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Workplace Compliance News & Resources

Get the latest safety and workplace compliance news and resources from the federal, state, and local government levels. Below you’ll find late-breaking news, an interactive state map, the latest federal news, and minimum wage changes.

We try to keep it easy to understand and give you some general considerations on what to do, but we always recommend that businesses seek legal counsel for further advice and guidance on your particular situation.

Wherever available, KPA products are updated with the latest government notices and posters for employers.

Breaking News

Latest Federal Workplace Compliance News

Due August 8: Department of Homeland Security Seeks Public Comment on Form I-9

Who: All employers

When: Comments due August 8, 2022

What: The Department of Homeland Security published Federal Register notice 87 FR 18377 on March 30, 2022, which solicits public comment on its proposed revisions to Form I-9. The current Form I-9 expires on October 31, 2022. This is the second required comment period, which lasts for 30 days. Members of the public may review the proposed changes and submit comments no later than August 8, 2022.


  • Review the proposed changes on the I-9 and submit comments no later than August 8, 2022.

Additional Resources:

Federal Register notice 87 FR 18377

Agency Information Collection Activities; Revision of a Currently Approved Collection: Employment Eligibility Verification

Federal Judge Blocks EEOC Guidance on LGBTQ+ Worker Protections

Who: All employers

When: Effective immediately

What: On July 15, 2022, a federal judge granted a preliminary injunction that prevents the U.S. Equal Employment Opportunity Commission (EEOC) and the U.S. Department of Education from enforcing the EEOC’s guidance on protections for LBGTQ+ employees. The guidance was published in a 2021 Technical Assistance Document. It gives examples of employer actions that may constitute discrimination, particularly those that would affect transgender employees. Two examples of potentially problematic practices are repeated and intentional use of a person’s incorrect pronouns and preventing access to bathrooms that correspond to a person’s gender identity.

Twenty  state attorneys general filed a lawsuit against the two federal , alleging that the agencies’ interpretation of the 1972 landmark civil rights statute known as Title IX and Title VII of the Civil Rights Act of 1964 directly interferes with their ability to enforce existing state laws. The states involved are Alabama, Alaska, Arizona, Arkansas, Georgia, Idaho, Indiana, Kansas, Kentucky, Louisiana, Mississippi, Missouri, Montana, Nebraska, Ohio, Oklahoma, South Carolina, South Dakota, Tennessee, and West Virginia.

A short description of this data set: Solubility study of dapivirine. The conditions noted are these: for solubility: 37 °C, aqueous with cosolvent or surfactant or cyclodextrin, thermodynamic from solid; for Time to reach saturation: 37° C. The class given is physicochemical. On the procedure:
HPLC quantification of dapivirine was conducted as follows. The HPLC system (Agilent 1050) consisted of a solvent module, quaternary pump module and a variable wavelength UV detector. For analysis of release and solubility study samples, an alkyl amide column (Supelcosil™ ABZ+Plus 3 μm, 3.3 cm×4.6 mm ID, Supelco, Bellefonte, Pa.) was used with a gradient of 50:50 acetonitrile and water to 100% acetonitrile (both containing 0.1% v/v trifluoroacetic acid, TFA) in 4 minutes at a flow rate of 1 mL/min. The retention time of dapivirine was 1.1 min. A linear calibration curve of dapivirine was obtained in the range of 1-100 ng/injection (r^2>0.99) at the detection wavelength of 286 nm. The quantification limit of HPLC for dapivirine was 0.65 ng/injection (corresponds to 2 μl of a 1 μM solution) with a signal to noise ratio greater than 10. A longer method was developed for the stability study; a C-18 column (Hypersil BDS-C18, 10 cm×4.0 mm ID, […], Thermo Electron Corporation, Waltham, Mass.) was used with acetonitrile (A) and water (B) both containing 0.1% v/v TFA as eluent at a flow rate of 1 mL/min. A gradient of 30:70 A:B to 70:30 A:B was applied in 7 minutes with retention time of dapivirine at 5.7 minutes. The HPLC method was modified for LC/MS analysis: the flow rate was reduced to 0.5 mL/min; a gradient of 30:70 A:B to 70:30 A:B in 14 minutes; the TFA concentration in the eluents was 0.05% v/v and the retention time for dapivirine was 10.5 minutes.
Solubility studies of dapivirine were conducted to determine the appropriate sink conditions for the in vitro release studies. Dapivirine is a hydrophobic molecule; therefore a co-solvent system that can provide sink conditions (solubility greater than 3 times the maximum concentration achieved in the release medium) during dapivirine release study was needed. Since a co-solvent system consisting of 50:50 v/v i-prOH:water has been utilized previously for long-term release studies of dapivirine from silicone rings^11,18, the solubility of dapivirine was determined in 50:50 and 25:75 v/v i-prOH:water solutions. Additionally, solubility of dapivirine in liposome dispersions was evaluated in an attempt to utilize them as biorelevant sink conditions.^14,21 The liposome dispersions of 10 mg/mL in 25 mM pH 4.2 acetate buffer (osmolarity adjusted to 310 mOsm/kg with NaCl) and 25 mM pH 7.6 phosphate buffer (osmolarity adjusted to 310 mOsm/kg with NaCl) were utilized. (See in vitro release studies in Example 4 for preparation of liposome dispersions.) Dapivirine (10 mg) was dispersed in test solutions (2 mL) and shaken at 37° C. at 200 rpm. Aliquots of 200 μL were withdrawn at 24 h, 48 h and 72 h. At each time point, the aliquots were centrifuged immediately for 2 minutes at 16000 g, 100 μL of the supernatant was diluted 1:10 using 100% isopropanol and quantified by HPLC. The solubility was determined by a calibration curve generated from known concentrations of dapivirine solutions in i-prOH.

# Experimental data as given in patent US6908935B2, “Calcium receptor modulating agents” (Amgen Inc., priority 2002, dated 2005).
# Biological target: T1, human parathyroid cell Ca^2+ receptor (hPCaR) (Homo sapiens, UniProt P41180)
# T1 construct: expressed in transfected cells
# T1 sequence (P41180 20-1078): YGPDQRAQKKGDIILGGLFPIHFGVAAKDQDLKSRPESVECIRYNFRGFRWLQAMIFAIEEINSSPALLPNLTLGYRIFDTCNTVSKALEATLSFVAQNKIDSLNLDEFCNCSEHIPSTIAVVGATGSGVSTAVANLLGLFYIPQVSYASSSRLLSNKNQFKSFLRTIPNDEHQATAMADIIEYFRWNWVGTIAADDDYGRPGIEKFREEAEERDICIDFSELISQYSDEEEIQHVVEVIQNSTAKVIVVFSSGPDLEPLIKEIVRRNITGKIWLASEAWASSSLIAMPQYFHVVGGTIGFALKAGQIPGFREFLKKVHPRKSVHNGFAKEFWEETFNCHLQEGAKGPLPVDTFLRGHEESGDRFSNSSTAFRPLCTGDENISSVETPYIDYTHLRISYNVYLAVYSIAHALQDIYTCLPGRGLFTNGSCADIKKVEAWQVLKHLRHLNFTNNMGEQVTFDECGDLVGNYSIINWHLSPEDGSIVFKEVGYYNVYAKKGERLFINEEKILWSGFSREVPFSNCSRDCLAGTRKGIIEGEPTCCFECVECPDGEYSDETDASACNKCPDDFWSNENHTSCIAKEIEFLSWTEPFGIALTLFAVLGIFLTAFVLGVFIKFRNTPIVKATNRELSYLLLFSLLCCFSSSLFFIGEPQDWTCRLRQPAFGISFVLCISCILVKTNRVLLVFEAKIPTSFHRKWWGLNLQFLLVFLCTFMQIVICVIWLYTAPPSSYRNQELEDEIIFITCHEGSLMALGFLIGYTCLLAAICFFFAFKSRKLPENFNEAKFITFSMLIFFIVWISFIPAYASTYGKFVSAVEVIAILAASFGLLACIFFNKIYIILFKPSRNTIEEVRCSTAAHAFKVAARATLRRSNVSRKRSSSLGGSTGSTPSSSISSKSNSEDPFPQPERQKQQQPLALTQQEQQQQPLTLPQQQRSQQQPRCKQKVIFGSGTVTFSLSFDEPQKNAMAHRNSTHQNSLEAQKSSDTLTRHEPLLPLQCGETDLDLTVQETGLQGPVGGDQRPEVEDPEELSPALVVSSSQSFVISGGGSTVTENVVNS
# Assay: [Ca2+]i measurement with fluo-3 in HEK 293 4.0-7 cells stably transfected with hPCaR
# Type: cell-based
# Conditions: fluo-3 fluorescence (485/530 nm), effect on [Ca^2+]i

The federal court agreed, and temporarily enjoined the agencies from enforcement on the grounds that the EEOC had not complied with the procedures that are required for it to issue legally binding guidance. The EEOC must follow the proper notice and comment procedures for rulemaking before reissuing its guidance.


  • Consider whether to continue to comply with the guidance until the EEOC either reissues or rescinds it and continue to monitor for updates.

Additional Resources:

United States District Court Eastern District of Tennessee at Knoxville Memo

President Biden Signs Executive Order on Access to Abortion Services

Who: All employers

When: Effective immediately

What: President Biden issued an Executive Order Protecting Access to Reproductive Health Care Services on July 8, 2022. The order is a response to the Dobbs v. Jackson Women’s Health Organization ruling, which overturned the Roe v. Wade ruling, eliminated the constitutional right to an abortion, and returned authority to govern the matter to individual states. The order directs federal agencies to help safeguard access to abortions and reproductive health services. Agencies are to ensure the availability of emergency contraceptives and provide legal protections for out-of-state abortion providers and travel to those providers.

Specifically, the order directs the U.S. Department of Health and Human Services (HHS) to:

  • Submit a report to the president within 30 days that details the agency’s efforts to ensure the availability of emergency and long-acting reversible contraception and emergency medical care for pregnant women;
  • Take action to expand access to the full range of reproductive health services;
  • Explain its efforts to educate the public about protecting access to legal abortions; and
  • Consider ways to protect reproductive- and abortion-related patient information from law enforcement.

The order also directs the attorney general to provide technical assistance to providers that offer legal abortions in their states, and to states that protect the rights of out-of-state patients.


  • Consult with legal counsel to determine the interplay of the federal, state, and local employment laws that could affect your employees.
  • Review your health care benefits and leave policies; revise as needed.

Additional Resources:

FACT SHEET: President Biden to Sign Executive Order Protecting Access to Reproductive Health Care Services

2022 Minimum Wage Updates

KPA tracks state and local minimum wage changes for our Vera HR customers, providing them with updated labor posters and more.

Check out the latest minimum wage changes for 2022, typically updated in December and June to ensure you know about the majority of increases before taking effect on January 1 and July 1.

Resources for Success

OSHA Reporting Resource Hub

If regulatory paperwork makes your head spin, have no fear—the workforce safety and compliance professionals at KPA are here to help.

We’ve created this resource hub chock full of OSHA recordkeeping and reporting best practices to help keep your head on straight.

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